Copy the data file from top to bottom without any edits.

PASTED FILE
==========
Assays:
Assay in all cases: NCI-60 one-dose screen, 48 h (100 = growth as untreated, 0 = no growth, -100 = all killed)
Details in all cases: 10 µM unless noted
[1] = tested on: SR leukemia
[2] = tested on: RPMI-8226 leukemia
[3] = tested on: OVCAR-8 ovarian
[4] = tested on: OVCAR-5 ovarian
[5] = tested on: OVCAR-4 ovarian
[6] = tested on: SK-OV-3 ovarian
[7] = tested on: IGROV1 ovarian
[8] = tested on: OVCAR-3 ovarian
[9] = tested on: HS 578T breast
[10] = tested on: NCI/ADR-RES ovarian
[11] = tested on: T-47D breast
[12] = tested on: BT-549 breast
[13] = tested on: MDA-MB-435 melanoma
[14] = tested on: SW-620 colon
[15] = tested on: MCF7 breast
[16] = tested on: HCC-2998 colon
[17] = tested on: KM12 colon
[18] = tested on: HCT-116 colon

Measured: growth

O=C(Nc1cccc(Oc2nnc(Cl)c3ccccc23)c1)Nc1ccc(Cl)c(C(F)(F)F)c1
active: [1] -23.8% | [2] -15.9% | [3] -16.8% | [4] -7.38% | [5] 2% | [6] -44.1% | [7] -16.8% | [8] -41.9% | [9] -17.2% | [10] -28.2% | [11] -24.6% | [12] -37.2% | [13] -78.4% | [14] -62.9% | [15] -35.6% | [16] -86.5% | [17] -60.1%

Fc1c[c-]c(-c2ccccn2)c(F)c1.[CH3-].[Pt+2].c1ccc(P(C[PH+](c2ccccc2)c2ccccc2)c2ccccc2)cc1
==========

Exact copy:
Assays:
Assay in all cases: NCI-60 one-dose screen, 48 h (100 = growth as untreated, 0 = no growth, -100 = all killed)
Details in all cases: 10 µM unless noted
[1] = tested on: SR leukemia
[2] = tested on: RPMI-8226 leukemia
[3] = tested on: OVCAR-8 ovarian
[4] = tested on: OVCAR-5 ovarian
[5] = tested on: OVCAR-4 ovarian
[6] = tested on: SK-OV-3 ovarian
[7] = tested on: IGROV1 ovarian
[8] = tested on: OVCAR-3 ovarian
[9] = tested on: HS 578T breast
[10] = tested on: NCI/ADR-RES ovarian
[11] = tested on: T-47D breast
[12] = tested on: BT-549 breast
[13] = tested on: MDA-MB-435 melanoma
[14] = tested on: SW-620 colon
[15] = tested on: MCF7 breast
[16] = tested on: HCC-2998 colon
[17] = tested on: KM12 colon
[18] = tested on: HCT-116 colon

Measured: growth

O=C(Nc1cccc(Oc2nnc(Cl)c3ccccc23)c1)Nc1ccc(Cl)c(C(F)(F)F)c1
active: [1] -23.8% | [2] -15.9% | [3] -16.8% | [4] -7.38% | [5] 2% | [6] -44.1% | [7] -16.8% | [8] -41.9% | [9] -17.2% | [10] -28.2% | [11] -24.6% | [12] -37.2% | [13] -78.4% | [14] -62.9% | [15] -35.6% | [16] -86.5% | [17] -60.1%

Fc1c[c-]c(-c2ccccn2)c(F)c1.[CH3-].[Pt+2].c1ccc(P(C[PH+](c2ccccc2)c2ccccc2)c2ccccc2)cc1